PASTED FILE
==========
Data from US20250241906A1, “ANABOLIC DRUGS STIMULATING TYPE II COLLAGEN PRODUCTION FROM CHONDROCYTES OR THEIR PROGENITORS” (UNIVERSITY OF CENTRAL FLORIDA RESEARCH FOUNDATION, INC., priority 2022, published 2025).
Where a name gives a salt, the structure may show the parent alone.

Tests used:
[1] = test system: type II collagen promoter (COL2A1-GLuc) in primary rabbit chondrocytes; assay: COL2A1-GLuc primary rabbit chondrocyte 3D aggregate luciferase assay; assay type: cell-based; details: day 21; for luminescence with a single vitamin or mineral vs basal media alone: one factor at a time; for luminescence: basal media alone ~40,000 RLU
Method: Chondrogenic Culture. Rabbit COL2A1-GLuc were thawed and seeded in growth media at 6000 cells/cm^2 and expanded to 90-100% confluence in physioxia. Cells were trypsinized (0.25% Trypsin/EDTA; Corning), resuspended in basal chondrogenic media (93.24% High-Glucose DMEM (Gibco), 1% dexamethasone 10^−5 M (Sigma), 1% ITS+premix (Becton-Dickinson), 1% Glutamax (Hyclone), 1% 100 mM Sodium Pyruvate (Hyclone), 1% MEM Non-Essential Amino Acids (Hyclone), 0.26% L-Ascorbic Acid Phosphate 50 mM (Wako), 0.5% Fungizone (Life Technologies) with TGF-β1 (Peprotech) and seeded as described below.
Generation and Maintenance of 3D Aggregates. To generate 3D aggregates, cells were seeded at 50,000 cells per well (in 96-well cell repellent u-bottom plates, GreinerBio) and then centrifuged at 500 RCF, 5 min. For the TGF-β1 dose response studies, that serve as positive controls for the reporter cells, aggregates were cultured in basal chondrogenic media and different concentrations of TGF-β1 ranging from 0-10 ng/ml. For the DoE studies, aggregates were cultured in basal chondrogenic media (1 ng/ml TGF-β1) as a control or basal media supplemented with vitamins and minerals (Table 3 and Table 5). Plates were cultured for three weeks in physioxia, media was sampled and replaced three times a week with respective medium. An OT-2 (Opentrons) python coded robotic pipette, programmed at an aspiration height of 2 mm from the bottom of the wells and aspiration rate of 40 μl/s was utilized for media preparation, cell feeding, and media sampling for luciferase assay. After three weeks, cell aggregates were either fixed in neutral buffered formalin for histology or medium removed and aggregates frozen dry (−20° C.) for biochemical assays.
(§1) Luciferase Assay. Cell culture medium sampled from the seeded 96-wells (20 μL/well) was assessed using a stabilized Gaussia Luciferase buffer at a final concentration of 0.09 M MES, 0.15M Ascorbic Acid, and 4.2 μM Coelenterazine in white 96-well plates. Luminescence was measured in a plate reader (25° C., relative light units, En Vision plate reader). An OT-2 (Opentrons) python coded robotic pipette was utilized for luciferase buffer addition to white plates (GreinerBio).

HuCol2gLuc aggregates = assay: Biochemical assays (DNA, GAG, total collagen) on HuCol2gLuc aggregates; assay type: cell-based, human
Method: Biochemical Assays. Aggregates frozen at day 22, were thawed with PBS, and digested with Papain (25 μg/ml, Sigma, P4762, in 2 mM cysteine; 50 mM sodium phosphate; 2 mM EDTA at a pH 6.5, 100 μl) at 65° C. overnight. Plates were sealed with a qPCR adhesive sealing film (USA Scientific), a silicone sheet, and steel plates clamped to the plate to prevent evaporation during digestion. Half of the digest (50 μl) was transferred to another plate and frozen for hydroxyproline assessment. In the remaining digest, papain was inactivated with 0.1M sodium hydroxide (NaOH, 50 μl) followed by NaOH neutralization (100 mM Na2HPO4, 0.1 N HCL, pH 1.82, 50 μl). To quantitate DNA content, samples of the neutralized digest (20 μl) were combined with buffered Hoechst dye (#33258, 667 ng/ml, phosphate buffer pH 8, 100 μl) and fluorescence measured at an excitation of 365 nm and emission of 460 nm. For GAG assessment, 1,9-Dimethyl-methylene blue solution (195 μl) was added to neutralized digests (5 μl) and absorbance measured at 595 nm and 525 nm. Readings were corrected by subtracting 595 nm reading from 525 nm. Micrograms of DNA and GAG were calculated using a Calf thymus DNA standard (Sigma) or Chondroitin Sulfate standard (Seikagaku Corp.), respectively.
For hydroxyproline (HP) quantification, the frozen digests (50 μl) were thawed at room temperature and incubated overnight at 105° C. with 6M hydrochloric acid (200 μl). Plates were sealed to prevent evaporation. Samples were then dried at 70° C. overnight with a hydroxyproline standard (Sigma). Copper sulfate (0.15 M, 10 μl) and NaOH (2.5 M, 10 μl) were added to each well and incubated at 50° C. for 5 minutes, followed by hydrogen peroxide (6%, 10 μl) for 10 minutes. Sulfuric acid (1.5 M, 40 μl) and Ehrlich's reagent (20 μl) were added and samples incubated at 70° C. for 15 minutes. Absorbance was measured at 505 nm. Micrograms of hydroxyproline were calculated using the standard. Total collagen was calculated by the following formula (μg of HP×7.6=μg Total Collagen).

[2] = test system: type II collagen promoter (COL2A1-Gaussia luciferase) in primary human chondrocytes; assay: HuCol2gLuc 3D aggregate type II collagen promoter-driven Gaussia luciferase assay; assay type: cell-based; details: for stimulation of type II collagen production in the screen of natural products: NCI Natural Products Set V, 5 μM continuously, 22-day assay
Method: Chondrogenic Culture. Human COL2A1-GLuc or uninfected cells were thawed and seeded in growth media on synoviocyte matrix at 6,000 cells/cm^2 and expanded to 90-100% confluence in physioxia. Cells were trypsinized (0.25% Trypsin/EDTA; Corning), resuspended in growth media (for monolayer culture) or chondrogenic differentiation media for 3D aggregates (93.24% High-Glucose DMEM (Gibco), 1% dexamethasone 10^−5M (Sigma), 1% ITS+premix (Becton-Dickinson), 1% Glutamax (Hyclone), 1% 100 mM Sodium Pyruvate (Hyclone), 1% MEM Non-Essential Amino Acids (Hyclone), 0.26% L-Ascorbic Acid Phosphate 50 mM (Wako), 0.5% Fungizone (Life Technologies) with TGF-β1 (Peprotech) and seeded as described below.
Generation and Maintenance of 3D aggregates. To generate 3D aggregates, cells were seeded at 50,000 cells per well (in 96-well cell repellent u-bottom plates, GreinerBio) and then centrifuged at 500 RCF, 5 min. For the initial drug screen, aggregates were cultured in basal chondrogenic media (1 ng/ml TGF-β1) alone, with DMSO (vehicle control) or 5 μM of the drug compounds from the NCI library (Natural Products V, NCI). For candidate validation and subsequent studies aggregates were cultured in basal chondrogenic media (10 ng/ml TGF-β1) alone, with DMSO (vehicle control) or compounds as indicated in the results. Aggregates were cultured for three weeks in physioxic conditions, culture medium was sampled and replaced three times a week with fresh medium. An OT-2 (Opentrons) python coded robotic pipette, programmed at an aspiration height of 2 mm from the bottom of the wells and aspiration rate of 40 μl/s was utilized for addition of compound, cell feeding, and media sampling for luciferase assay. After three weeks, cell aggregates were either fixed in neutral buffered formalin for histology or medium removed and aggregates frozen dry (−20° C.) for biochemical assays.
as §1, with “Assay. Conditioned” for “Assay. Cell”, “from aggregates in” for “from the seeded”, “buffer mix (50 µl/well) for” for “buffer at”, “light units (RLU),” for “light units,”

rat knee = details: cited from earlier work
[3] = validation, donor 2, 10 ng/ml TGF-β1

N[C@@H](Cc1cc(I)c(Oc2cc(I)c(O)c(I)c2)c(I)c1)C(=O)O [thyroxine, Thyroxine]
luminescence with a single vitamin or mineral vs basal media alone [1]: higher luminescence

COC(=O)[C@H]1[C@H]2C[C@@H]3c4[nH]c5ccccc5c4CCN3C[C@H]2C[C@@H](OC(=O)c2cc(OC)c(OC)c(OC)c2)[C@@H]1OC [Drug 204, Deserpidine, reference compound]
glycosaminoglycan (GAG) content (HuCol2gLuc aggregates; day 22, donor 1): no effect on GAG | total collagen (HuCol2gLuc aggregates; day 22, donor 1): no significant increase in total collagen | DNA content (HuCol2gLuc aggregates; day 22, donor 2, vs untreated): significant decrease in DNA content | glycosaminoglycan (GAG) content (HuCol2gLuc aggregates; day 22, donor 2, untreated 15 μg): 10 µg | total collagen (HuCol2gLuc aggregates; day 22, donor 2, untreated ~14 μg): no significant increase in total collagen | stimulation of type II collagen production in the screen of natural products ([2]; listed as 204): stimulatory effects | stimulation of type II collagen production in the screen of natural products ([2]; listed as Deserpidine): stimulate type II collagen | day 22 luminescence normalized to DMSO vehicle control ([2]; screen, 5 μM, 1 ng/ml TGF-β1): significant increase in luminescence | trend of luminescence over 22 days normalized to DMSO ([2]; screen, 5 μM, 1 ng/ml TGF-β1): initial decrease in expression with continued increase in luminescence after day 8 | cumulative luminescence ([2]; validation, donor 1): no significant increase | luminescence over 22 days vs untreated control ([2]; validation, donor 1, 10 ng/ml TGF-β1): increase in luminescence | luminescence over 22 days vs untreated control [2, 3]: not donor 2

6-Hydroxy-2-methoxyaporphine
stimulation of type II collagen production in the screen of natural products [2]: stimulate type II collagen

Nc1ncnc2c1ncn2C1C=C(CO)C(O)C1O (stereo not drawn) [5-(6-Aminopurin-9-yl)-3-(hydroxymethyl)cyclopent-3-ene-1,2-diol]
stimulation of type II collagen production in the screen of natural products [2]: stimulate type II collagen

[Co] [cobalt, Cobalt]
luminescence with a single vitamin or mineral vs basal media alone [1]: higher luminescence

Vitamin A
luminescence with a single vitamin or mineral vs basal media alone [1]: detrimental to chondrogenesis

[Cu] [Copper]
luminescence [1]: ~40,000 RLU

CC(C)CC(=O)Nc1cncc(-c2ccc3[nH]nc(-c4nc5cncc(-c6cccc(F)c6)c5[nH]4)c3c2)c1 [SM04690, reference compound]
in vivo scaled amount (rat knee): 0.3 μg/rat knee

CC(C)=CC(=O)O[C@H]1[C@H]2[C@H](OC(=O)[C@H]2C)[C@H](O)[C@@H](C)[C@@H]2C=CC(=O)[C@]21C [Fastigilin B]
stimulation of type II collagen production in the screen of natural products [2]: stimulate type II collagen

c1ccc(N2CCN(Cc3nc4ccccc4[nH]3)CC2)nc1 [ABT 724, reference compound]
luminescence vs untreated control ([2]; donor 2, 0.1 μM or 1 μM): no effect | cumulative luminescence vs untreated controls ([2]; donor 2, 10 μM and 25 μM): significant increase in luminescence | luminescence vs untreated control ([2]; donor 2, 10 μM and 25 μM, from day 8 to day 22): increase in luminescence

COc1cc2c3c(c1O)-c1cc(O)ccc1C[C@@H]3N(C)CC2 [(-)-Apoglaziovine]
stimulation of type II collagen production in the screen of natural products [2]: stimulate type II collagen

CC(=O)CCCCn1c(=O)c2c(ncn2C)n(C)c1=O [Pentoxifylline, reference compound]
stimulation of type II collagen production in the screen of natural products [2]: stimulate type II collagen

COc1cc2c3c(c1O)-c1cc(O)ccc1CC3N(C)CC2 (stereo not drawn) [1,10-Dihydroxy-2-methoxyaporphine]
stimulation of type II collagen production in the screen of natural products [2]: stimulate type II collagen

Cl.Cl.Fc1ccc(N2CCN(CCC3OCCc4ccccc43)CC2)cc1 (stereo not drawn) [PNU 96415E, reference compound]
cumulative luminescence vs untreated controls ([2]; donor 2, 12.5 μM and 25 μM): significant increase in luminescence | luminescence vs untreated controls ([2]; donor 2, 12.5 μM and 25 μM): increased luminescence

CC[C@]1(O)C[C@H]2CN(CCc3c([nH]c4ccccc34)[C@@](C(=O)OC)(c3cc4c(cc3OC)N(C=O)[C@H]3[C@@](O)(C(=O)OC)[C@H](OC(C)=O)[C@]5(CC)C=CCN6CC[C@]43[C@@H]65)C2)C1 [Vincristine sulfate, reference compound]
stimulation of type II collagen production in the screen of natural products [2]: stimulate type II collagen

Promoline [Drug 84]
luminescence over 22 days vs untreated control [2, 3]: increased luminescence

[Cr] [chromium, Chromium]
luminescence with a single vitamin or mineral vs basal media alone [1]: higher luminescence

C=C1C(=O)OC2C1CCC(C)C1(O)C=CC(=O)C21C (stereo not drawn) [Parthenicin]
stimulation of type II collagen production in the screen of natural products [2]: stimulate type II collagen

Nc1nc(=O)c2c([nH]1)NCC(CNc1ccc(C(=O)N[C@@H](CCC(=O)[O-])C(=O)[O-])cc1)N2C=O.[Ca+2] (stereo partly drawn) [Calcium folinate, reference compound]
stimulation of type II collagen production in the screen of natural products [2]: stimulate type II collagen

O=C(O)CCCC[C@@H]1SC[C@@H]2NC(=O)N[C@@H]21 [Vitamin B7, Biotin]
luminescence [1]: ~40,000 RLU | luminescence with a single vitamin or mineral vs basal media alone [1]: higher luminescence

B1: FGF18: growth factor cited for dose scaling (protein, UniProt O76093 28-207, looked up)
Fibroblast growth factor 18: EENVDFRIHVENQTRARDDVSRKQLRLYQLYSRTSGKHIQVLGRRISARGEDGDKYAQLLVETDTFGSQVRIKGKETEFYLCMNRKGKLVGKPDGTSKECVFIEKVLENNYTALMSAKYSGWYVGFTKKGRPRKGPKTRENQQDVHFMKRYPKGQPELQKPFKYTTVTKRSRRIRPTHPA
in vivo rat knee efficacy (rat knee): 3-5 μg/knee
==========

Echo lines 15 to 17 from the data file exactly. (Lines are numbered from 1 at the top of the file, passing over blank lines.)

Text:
rat knee = details: cited from earlier work
[3] = validation, donor 2, 10 ng/ml TGF-β1

N[C@@H](Cc1cc(I)c(Oc2cc(I)c(O)c(I)c2)c(I)c1)C(=O)O [thyroxine, Thyroxine]